DHS Warnings About Chinese Technology Add To Concerns With Ongoing Trade Tensions The federal government is warning energy companies and big-city transit systems not to use Chinese-made drones and rail cars for fear they could all be used to spy on Americans. Is the fear warranted?
NPR logo

DHS Warnings About Chinese Technology Add To Concerns With Ongoing Trade Tensions

  • Download
  • <iframe src="https://www.npr.org/player/embed/726784491/726784492" width="100%" height="290" frameborder="0" scrolling="no" title="NPR embedded audio player">
  • Transcript
DHS Warnings About Chinese Technology Add To Concerns With Ongoing Trade Tensions

DHS Warnings About Chinese Technology Add To Concerns With Ongoing Trade Tensions

DHS Warnings About Chinese Technology Add To Concerns With Ongoing Trade Tensions

  • Download
  • <iframe src="https://www.npr.org/player/embed/726784491/726784492" width="100%" height="290" frameborder="0" scrolling="no" title="NPR embedded audio player">
  • Transcript

The federal government is warning energy companies and big-city transit systems not to use Chinese-made drones and rail cars for fear they could all be used to spy on Americans. Is the fear warranted?

MARY LOUISE KELLY, HOST:

The U.S. government has a message for utilities, energy companies and others - think twice before buying Chinese products and putting them in critical infrastructure. Not because of poor manufacturing or even the trade war, but because of possible espionage. NPR's Brian Naylor reports.

BRIAN NAYLOR, BYLINE: Unmanned aircraft systems, drones, have become an increasingly popular tool for industry and government. Electric utilities use them to inspect transmission lines. Oil companies fly them over pipelines. The Department of the Interior even deployed them to track lava flows at the Kilauea volcano in Hawaii. But a DHS alert sent out this week warns that drones manufactured by Chinese companies could pose security risks including that the data they gather could be stolen. In a video, DHS says there are multiple threats.

(SOUNDBITE OF ARCHIVED RECORDING)

UNIDENTIFIED PERSON: There's real concern about drones and their potential use for terrorism, mass casualty incidents, interference with air traffic, as well as corporate espionage and invasions of privacy. We're not being paranoid.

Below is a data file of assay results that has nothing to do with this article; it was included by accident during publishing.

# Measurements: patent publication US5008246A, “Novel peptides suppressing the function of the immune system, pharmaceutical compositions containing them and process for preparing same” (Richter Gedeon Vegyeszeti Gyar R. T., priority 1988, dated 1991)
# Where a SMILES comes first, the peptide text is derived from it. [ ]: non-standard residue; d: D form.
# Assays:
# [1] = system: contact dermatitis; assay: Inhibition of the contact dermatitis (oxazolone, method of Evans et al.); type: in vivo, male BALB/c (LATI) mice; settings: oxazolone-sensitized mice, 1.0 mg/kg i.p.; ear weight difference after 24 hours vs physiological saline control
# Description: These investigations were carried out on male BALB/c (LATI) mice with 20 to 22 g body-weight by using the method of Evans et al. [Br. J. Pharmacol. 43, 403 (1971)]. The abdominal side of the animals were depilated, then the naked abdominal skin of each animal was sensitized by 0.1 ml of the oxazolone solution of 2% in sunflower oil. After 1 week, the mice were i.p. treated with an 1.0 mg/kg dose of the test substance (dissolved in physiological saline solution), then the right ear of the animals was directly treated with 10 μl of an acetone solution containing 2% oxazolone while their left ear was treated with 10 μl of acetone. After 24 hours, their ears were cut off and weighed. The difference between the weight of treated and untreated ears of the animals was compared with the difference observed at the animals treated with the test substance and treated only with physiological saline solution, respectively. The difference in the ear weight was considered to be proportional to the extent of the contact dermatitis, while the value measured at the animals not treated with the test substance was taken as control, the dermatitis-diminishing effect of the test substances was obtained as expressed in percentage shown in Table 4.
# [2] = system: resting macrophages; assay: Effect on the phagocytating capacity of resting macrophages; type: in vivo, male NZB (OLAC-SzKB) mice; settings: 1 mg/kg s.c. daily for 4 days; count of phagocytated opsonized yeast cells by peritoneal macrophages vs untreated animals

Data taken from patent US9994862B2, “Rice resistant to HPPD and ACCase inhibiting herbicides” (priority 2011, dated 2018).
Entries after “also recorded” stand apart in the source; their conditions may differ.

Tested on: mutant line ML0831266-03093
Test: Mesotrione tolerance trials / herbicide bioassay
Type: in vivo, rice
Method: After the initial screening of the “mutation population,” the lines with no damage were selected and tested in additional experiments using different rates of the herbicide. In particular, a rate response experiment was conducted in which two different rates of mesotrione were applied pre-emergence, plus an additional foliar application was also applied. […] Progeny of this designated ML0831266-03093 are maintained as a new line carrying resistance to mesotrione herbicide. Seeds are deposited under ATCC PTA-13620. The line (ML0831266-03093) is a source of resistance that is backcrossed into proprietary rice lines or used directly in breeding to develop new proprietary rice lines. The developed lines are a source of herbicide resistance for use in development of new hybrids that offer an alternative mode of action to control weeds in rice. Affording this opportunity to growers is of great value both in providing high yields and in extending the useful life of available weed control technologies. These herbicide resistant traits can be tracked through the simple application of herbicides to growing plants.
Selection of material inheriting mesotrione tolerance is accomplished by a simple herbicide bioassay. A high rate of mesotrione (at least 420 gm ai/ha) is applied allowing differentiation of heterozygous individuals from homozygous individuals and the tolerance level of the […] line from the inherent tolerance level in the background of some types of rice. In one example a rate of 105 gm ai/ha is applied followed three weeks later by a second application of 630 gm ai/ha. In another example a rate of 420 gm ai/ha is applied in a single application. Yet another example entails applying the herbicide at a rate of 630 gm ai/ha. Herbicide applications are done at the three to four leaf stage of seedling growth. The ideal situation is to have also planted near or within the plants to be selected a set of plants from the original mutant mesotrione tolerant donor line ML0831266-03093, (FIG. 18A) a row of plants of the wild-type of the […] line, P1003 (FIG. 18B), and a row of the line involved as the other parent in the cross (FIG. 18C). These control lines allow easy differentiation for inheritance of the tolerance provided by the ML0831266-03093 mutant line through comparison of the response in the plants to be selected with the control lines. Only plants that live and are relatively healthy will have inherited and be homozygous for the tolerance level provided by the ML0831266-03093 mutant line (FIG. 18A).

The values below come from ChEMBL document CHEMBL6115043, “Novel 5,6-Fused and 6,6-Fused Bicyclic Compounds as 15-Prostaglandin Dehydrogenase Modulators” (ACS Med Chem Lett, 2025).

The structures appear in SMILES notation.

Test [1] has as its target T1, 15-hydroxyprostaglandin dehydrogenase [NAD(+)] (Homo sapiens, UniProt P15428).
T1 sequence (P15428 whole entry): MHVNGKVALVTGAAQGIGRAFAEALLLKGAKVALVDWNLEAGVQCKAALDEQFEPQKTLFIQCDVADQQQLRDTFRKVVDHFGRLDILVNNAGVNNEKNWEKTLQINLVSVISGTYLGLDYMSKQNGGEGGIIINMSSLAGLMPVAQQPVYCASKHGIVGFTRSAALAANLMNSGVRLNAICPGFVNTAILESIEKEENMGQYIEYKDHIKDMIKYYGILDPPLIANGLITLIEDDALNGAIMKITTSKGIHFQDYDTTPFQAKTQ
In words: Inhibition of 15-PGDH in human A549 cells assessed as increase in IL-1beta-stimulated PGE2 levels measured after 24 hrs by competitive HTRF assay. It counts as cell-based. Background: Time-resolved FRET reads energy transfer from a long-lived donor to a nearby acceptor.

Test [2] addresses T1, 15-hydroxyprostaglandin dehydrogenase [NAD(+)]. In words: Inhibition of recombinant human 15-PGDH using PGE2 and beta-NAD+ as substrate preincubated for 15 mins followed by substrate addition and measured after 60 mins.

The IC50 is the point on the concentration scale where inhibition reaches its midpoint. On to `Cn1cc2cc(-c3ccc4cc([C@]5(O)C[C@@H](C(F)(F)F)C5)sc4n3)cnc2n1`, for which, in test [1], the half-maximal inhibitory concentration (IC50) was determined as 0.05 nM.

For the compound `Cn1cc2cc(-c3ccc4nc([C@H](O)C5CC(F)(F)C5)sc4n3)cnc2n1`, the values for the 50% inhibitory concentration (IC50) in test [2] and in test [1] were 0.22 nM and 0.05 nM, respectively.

NAYLOR: Most of the drones bought in the U.S. are manufactured in China, the vast majority by one company, DJI. Lanier Watkins, a cyber research scientist at Johns Hopkins University, says his team discovered vulnerabilities in DJI drones.

LANIER WATKINS: We could pull information down and we could upload information in a flying drone. So those types of vulnerabilities exist. Also, we could hijack the drone.

NAYLOR: DJI corrected those bugs, and in a statement the company says its customers have full and complete control over how their data is collected, stored and transmitted. This is not the first time the government has expressed concern over use of Chinese-made drones in the U.S., says John Villasenor, a fellow at the Brookings Institution who teaches at UCLA.

JOHN VILLASENOR: There was a spate of news articles, I think back in August of 2017, reporting that the U.S. Army had raised some cybersecurity concerns related to some drones that were manufactured in China. So that concern is not new, although the fact that it has surfaced now, you know, may or may not be tied to these broader trade tensions which have flared up in recent months.

NAYLOR: The DHS warning about Chinese drones coincides with the Trump administration's campaign against tech manufacturer Huawei, which coincides with the ongoing trade war between the two countries. It also comes as officials are warning transit agencies in New York and here in Washington against buying new subway cars made by a Chinese manufacturer. Democratic Senator Mark Warner of Virginia has introduced legislation prohibiting Washington's Metro from buying the Chinese cars because of security concerns.

MARK WARNER: A rail car might have a whole host of sensors, communication tools. And when that equipment is manufactured in China and when that equipment sometimes can be upgraded on a remote basis in terms of a software upgrade, there are national security implications.

NAYLOR: Underlying all the tech concerns, Warner says, is the Beijing government's control over all Chinese companies.

WARNER: The concerns I have is that the Communist Party of China now has in their law the ability to interfere and take information from virtually every Chinese company. And as long as that exists, that provides a whole set of vulnerabilities that I think American business has to consider on a going-forward basis.

NAYLOR: DHS warns that customers be cautious when buying Chinese technology. Brian Naylor, NPR News, Washington.

Copyright © 2019 NPR. All rights reserved. Visit our website terms of use and permissions pages at www.npr.org for further information.

NPR transcripts are created on a rush deadline by Verb8tm, Inc., an NPR contractor, and produced using a proprietary transcription process developed with NPR. This text may not be in its final form and may be updated or revised in the future. Accuracy and availability may vary. The authoritative record of NPR’s programming is the audio record.